During the Covid-19 pandemic, some employers may have to consider, or currently are considering, making redundancies. Where this is a possibility, it is prudent to take early advice from an employment lawyer on the procedures to follow so as to minimise the risk of future disputes or claims resulting from a badly handled redundancy process.
Employment law specialists would advise that before starting a formal redundancy consultation, employers may first consider the advantages of conducting “pre-termination negotiations” with the intention of reaching early agreement on the terms of an employee’s departure. If properly undertaken (there are rules to be followed) this procedure may result in agreement, avoiding the need for a full-blown redundancy consultation process.
Pre-termination negotiations are intended to be conducted on a “without prejudice” basis, meaning an employee cannot usually refer to them in any potential future Tribunal claim. Employees who accept an offer under these terms are asked to sign a Settlement Agreement, which formally acknowledges termination of employment and that the employee is waiving the right to bring employment related claims, providing protection for the employer.
A properly drafted Settlement Agreement which fully complies with the relevant legislation will ensure that all potential employment related claims (unfair dismissal, wrongful dismissal, discrimination etc.) are irretrievably waived and deemed to be settled in return for the compensation paid.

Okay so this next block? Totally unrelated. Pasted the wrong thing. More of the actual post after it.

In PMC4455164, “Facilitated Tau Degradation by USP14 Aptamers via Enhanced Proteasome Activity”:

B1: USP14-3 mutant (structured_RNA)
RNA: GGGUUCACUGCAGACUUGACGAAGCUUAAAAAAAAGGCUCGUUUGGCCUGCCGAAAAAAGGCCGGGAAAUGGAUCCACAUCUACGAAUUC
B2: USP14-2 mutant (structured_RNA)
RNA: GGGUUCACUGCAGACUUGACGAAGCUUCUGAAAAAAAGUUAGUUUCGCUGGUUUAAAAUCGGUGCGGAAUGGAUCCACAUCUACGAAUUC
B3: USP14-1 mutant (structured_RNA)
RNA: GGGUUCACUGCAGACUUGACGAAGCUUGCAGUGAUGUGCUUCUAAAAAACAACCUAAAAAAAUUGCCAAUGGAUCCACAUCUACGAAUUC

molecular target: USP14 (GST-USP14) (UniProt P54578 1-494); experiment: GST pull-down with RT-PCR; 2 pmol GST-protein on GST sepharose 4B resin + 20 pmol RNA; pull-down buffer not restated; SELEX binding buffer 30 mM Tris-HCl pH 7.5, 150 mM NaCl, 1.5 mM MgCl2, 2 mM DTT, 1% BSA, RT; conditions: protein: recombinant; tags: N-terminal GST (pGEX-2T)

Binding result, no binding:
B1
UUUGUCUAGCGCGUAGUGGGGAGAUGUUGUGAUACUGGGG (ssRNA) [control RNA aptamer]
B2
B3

Managing contract terminations via this process can save time and allow employers to feel more in control of the process. Employees who agree to depart with a Settlement Agreement will not subsequently need to be included in time consuming consultations which can become a distraction to the running of the business, at a particularly difficult time.
A Settlement Agreement may include post termination restrictive covenants, intended to limit (for a period of time) the employee’s ability to work for a competitor; this may be particularly important for your business as you manage an employee’s departure whilst maintaining business/client relations.
A Settlement Agreement can also be used to settle other disputes raised during disciplinary or grievance procedures, again reducing the risk of these escalating or ending up in Court. Employees often find that accepting a Settlement Agreement can also be advantageous; tax rules governing compensation on termination can provide for payment without deduction.
If you or your business requires advice on conducting redundancy consultations, pre-termination negotiations or Settlement Agreements, contact David Dixey, Employment Law specialist at Holmes & Hills Solicitors.